Showing 385-404 of 404 items found in Arts & Culture
The North Shore's home for world class entertainment. This state-of-the-art two-theater facility is home to Centre East, Northlight Theatre, and Skokie Valley Symphony Orchestra.
Northlight Theatre provides five enriching plays each season and has recieved many awards, both locally and nationally, for their productions.
The Skokie Valley Symphony Orchestra features local and national musical talents, and perfoms four concerts each year.
A unique experience combining recreational features with an outstanding exhibition of large-scale contemporary sculpture in a beautifully landscaped, easily accessible setting. Stroll, rollerblade, or bicycle along the paved path and view art in nature.
This new center is a 65,000 square-foot building designed by renowned architect Stanley Tigerman. The Museum is dedicated to preserving the legacy of the Holocaust by honoring the memories of those who were lost and by teaching the universal lessons that combat hatred, prejudice and indifference. The museum features an authentic early 20th century German rail car, an inspiring Hall of Remembrance for contemplation and reflection, a permanent exhibition chronicling life before, during and after the Holocaust, a youth exhibit for 9-11 year olds highlighting lessons of the Holocaust and a 225 seat auditorium.
A leading institution of the Village of Skokie and a staple of downtown Skokie, the library is truly a center for the community with more than 450,000 items available for check-out, three community meeting rooms and hundreds of events and classes offered each month. The library offers the latest in cutting edge technology with library resources available 24 hours a day via their website, plenty of computers available for internet access and research and a wireless network on the 2nd floor.
Beautiful outdoor music theatre open May through September with a capacity of just under 30,000 people. Concessions and private catering available; tour buses welcome.
The Tinley Park Veterans Memorial features benches along a parkway and is dedicated to Village Trustee Pat Rea, a retired U.S. Army Brigadier General.
The Tinley Park Historical Society was established in 1974 to preserve the history of Tinley Park and the surrounding areas that have influenced its growth and development. Since 1976, the Society has been headquartered at the "Old Zion Landmark," 6727 174th Street where it maintains a museum of local history and a local research library. The Prairie Gothic style "Old Zion Landmark" church was built in 1884 for the local Zion Lutheran congregation. The Historical Society complex also includes a reproduction of the Village's second schoolhouse. The original one room schoolhouse had been built in 1880 very near to the current location to replace a smaller schoolhouse and from 1892 to 1954 the building served as the community's Village Hall. The "Landmark Chapel" and the "New Saenger Hall" meeting room are available for weddings and other meetings and special events.
The Odeum Sports and Expo Center, located in Chicago's western suburbs, is DuPage County's largest sports and special events facility. This 130,000 sq. ft. complex includes 3 diversified areas totaling over 85,000 sq. ft. of clear-span exhibition space.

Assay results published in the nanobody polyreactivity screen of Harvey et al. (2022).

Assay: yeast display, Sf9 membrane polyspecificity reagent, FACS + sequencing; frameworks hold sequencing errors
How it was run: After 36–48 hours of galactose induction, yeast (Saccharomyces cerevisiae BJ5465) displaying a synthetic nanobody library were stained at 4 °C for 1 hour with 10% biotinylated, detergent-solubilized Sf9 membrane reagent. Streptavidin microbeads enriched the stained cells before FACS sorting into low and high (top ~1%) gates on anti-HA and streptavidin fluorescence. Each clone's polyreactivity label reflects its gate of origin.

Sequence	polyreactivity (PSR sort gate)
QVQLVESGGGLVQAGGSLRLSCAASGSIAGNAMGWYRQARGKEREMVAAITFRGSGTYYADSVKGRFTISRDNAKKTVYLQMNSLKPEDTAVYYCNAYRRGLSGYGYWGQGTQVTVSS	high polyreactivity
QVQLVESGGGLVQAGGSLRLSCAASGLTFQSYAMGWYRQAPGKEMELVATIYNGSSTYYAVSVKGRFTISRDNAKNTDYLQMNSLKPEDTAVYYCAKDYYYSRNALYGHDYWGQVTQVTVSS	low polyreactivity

Enjoy DuPage County's rich history from the 1830s to the present. The Museum exhibits feature hundreds of historic artifacts and photos along with many fun hands-on activities. You'll find something for toddlers to seniors, and everyone in between. Housed in an 1891 Richardsonian Romanesque building, the museum highlights 150 years of DuPage County history with participatory activities, changing exhibits and extensive model railroad display.
This museum located on the campus of Wheaton College is devoted to the history of Christian evangelism and its influences on society. View rare artifacts, art and displays that include a powerful 3-D presentation of the gospel message.
This large auditorium, seating more than 2400 people, is the site of campus chapels, concerts, commencements, and various community-related events such as the Artist Series.
One of only seven in the world and the only one in North America, the Baha'i House of Worship is the largest and oldest surviving Baha'i Temple. Standing on the shores of Lake Michigan, the auditorium, with its walls of lace-like ornamentation and its dome rising 135 feet above the main floor, offers a scene of unsurpassed beauty. It is surrounded by exquisite gardens and fountains. This imposing and dramatic structure has received numerous design awards, and is on the National Register of Historic Places.
This wrenching drama focuses on an affluent Lake Forest family as they deal with the accidental death of their eldest son. North Shore movie sites include The Original Pancake House in Wilmette, known for its homestyle breakfast dishes, including the popular baked apple pancake. Locations ,
The Home Alone House is a three-story single family detached house used for shooting the majority of the scenes in the movies Home Alone (1990) and parts of Home Alone 2: Lost in New York (1992). The kitchen in the film was actually shot in the house, along with the main staircase, basement and most of the first floor landing.
The Winnetka Community House enriches the lives of the North Shore residents, their families, visitors and friends by providing diverse educational, cultural, social and recreational opportunities for people of all ages.
A historic 1800s family farm that is maintained in its original location. Programs depict settlers' lives with period accuracy.
The Cinemark Imax experience is a 5-story tall, 7-story wide version of educational and recreational film subjects of both 2-D and 3-D.